The pity of it was that this fury should have been directed at Sullivan, the one Sinologist amongst even those present who was the greatest advocate of creative freedom for artists in China—for freedom of expression, period. From the first, Sullivan was one of a small number of Sinologists and classical scholars who made time for understanding and researching the art of his time: hence his dual contribution to the literature of China’s cultural history and the art of the twentieth century. The breadth of this interest was most recently confirmed in the ambitious Modern Chinese Artists: A Biographical Dictionary, published in 2006 and containing detailed biographical references to 1,800 artists—an extraordinary commitment to documenting and crediting the artists of the period.

But then, unlike many Sinologists, Michael Sullivan’s engagement with China began not from the past as an abstract study, but from his present as a young man—and a pacifist—arriving in the Chongqing in China’s southwest in 1940 as a volunteer for the International Red Cross. I believe this fact is highly relevant to appreciating the character that made Sullivan unique. Few of us today truly grasp what it meant to be a declared pacifist in 1940 at a time when Britain was at war, not merely with Germany, but with Hitler. Every man was expected to do their duty: to be a pacifist was to step into a fringe minority considered unpatriotic, liable to ostracism (if not imprisonment), and certainly to dismissal from most working environments. As Sullivan’s work in Chongqing demonstrated, pacifists did not lack for bravery. They simply held ideals incompatible with those of mainstream society. This, in a way, was what put Sullivan in close camaraderie with the artists who befriended him in China in the 1940s. This experience changed not only his life but laid the groundwork for Sullivan’s contribution to changing a good deal of Western understanding about China’s ancient culture. His writings also explained how, for artists of the twentieth century, that relationship was to change what had evolved as aesthetic values through three thousand years as New China was established and, in turn, radically altered by the force of the Cultural Revolution.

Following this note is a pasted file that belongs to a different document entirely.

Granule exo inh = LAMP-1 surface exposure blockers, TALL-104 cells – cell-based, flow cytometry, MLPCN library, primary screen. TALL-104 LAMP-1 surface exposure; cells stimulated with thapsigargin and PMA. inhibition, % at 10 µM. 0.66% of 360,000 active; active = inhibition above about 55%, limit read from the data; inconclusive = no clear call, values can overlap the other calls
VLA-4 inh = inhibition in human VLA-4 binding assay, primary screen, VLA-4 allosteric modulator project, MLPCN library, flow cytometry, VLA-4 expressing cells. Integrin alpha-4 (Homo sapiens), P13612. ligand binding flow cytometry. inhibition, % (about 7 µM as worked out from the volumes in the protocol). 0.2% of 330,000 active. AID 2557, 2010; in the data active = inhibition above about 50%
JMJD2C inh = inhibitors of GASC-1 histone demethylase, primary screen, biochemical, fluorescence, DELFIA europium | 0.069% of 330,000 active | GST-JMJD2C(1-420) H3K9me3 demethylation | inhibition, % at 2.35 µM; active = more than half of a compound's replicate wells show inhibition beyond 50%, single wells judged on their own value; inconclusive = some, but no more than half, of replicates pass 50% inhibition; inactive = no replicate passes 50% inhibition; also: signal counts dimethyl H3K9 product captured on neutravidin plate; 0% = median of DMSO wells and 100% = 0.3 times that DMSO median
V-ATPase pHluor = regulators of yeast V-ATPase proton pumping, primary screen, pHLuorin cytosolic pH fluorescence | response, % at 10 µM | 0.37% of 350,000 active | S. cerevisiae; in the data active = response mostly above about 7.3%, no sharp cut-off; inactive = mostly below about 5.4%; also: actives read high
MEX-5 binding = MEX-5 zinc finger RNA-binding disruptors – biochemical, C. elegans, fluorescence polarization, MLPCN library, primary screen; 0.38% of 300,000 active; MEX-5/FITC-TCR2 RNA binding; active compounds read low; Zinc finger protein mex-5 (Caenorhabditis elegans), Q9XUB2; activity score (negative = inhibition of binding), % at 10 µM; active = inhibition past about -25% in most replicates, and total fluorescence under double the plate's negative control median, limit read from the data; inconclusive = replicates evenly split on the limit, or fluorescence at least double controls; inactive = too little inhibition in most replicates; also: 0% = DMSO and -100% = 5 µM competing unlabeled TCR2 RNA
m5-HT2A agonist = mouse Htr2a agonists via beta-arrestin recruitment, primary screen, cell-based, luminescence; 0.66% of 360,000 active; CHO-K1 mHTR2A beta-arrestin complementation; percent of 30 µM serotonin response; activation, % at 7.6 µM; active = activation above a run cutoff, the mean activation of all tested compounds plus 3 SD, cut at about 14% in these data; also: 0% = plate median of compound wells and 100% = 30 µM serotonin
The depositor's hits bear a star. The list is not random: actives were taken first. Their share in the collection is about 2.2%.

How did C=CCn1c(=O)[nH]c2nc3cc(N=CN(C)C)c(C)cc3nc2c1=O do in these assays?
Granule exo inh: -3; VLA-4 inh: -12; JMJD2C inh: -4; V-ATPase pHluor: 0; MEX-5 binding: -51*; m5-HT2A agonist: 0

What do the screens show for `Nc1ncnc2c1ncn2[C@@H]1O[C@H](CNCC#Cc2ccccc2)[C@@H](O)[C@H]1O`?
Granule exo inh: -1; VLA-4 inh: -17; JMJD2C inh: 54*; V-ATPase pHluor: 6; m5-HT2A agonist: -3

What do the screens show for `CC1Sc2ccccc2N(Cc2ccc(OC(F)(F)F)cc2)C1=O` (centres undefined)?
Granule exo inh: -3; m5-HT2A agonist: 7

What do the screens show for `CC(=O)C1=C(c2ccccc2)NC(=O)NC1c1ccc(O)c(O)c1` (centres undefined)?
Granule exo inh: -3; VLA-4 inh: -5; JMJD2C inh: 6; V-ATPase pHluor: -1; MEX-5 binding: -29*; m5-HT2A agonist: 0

Following that fortuitous meeting with Michael Sullivan in 1998, I was fortunate to visit him several times at his home in Oxford. His great work on China’s modern art, Art and Artists of Twentieth Century, published in 1996, was immediately an essential reference for my work, and how it was compiled an endless and fascinating topic of discussion when we met. What struck me then and what of this tome remains an inspiration is that it was written by a man who was passionate about his subject, who treated that subject as art first and foremost, not merely as a topic over which he could claim supremacy, even though it was a field of largely unbroken ground for which he was indisputably a pioneer. I never asked him if he was disappointed in the 1980s by the work he found of those artists whose friendship had had gained in the early years in Chongqing. The vicissitudes of the era had no doubt taken their toll, but Sullivan, with an ever keen eye for art, found much to uphold his interest. No matter how messy the scene was, politically, ideologically, socially, artistically, his commitment was constant. Those of us who aspire to recording the art in the contemporary era owe a great debt to the mindset of this fine, magnanimous historian.

(1) Li Xianting, “The Pluralistic Look of Chinese Contemporary Art Since the Mid-1990s”, Chinese Art at the end of the Millennium, p. 80, Timezone8, Hong Kong, 2001.

Michael Sullivan standing in front of Walking, 2006, by Wang Huaqing, a painting from his collection of Chinese art (Photograph: David Gowers/Ashmolean Museum/ University of Oxford).